Johnson wins one Brexit vote but loses another

British PM wins Parliament's backing for the substance of his Brexit deal, but legislators reject the timetable for its implementation.

Ben Ariel ,

Boris Johnson
Boris Johnson
Reuters

British Prime Minister Boris Johnson on Tuesday won Parliament's backing for the substance of his Brexit deal as lawmakers voted in principle for the plan, backing by 329-299 a bill to implement the agreement Johnson struck with the EU last week, reported The Associated Press.

Minutes later, however, legislators rejected Johnson’s fast-track timetable to pass the bill, saying they needed more time to scrutinize it. The vote went 322-308 against the government, sending the Brexit process back into uncertainty.

Without speedy passage of the bill, Britain won't be able to make an orderly exit from the bloc on October 31, the central vow of Johnson's three-month-old administration.

Johnson hailed the fact that "for the first time in this long saga this House has actually accepted its responsibilities together, come together, and embraced a deal."

"One way or another we will leave the EU with this deal to which this House has just given its assent," he added, according to AP, though he also said the government would "accelerate" preparations for a no-deal outcome because of the uncertainty.

Johnson had hoped to push the legislation through the House of Commons by Thursday. But he said after the defeat that he would "pause" the bill until the EU had decided whether to agree to delay Britain's departure.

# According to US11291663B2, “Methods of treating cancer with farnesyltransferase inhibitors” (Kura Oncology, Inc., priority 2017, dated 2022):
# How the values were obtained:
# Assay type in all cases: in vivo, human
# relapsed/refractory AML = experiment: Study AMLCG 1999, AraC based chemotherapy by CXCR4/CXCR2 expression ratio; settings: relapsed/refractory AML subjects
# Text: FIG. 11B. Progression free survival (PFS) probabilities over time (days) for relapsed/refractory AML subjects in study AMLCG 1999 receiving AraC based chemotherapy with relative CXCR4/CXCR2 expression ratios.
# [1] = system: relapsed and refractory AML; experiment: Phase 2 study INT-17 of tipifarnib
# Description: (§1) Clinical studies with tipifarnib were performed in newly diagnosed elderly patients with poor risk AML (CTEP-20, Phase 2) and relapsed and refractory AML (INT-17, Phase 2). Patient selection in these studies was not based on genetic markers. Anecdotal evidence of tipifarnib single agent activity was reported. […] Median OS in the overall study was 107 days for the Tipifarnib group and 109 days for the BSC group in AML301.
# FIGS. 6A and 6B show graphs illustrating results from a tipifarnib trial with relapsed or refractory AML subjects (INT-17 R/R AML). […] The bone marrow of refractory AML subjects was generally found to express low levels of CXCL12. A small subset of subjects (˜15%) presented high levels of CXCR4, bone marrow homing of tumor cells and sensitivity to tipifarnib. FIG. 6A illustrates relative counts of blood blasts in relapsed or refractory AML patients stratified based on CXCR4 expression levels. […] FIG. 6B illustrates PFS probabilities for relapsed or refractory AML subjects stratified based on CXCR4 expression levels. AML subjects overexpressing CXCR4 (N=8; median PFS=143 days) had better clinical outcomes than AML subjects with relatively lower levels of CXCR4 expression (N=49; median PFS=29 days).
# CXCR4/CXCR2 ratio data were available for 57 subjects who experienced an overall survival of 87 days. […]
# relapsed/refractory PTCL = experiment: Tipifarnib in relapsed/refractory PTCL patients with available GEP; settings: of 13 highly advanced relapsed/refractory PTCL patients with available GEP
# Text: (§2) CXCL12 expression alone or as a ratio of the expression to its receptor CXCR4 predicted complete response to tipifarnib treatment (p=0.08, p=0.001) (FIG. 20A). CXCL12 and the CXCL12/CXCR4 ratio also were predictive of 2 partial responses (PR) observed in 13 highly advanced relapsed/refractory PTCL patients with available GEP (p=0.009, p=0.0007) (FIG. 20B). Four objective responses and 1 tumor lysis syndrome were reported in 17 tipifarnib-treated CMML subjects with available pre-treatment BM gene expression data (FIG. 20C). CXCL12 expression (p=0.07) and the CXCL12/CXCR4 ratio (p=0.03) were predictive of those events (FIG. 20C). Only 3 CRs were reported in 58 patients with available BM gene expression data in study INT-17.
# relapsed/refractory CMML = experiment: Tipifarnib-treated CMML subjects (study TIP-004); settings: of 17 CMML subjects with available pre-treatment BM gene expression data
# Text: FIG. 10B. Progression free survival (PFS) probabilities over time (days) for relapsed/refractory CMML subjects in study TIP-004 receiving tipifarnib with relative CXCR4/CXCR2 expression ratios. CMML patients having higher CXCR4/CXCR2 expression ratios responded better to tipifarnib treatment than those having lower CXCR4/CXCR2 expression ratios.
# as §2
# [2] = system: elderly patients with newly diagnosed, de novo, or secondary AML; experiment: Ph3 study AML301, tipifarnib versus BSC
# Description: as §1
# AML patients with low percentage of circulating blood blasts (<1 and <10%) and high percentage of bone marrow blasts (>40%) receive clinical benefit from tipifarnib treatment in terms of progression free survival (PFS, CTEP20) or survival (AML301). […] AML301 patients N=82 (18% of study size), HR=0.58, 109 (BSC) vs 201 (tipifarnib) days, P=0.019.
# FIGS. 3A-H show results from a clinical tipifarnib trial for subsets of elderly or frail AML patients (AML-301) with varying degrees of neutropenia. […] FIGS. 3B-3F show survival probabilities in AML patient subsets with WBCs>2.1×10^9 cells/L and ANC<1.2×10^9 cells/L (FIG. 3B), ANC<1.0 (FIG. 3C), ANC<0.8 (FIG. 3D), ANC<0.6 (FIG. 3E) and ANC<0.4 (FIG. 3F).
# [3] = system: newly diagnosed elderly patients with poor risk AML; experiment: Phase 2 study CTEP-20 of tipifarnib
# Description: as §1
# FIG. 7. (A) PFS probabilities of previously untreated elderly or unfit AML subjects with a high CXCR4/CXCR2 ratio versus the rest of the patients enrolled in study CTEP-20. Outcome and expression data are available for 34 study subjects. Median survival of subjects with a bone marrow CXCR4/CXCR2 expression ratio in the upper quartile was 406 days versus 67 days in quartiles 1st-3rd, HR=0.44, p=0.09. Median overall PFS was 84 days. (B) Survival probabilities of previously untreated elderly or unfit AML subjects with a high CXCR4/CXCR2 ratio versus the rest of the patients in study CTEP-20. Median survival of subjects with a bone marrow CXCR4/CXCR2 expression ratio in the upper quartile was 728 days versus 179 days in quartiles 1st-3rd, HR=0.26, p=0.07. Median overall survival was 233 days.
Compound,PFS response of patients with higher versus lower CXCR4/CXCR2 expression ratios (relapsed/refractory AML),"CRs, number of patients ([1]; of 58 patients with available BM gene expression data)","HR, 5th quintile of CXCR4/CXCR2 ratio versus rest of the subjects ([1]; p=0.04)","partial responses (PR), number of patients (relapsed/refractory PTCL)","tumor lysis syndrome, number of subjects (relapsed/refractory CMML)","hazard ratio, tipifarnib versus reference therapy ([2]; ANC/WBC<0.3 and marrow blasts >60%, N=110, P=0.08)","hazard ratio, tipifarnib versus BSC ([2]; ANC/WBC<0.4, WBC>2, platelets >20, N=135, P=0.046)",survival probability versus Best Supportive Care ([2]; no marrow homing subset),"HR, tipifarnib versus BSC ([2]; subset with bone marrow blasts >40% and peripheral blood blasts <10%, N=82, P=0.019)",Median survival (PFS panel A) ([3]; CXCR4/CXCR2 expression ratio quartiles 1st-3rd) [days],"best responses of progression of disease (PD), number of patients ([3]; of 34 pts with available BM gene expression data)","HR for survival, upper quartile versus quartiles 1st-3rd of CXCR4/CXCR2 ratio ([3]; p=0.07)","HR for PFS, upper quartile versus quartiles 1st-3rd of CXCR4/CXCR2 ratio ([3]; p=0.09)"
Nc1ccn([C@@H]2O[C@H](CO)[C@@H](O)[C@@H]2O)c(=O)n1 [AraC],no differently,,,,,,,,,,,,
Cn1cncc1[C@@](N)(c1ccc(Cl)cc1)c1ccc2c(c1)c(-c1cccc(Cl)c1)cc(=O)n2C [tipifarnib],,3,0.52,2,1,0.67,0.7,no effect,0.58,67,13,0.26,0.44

Late last week, MPs voted to force Johnson into seeking a delay beyond October 31.

The British Prime Minister later wrote to Brussels asking for a Brexit extension, but also refused to sign the letter and sent a second signed letter insisting he was not seeking an extension to the Brexit deadline, which has already been postponed twice.

Any delay will still require the agreement of all of the other 27 EU member states, and they are deeply weary of the long-running Brexit saga. French Foreign Minister Jean-Yves Le Drian told French lawmakers Tuesday that he sees "no justification" at this stage for a further delay.

Earlier, Johnson had said he might call a vote on holding a snap general election if Parliament blocked his plans in the hopes of breaking the political deadlock over Brexit that has dragged on as lawmakers have squabbled over the country's departure terms. However, he's likely to wait to hear from the EU on the delay request before deciding whether to push for an election.

But before Tuesday's vote, he said, "I will in no way allow months more of this."




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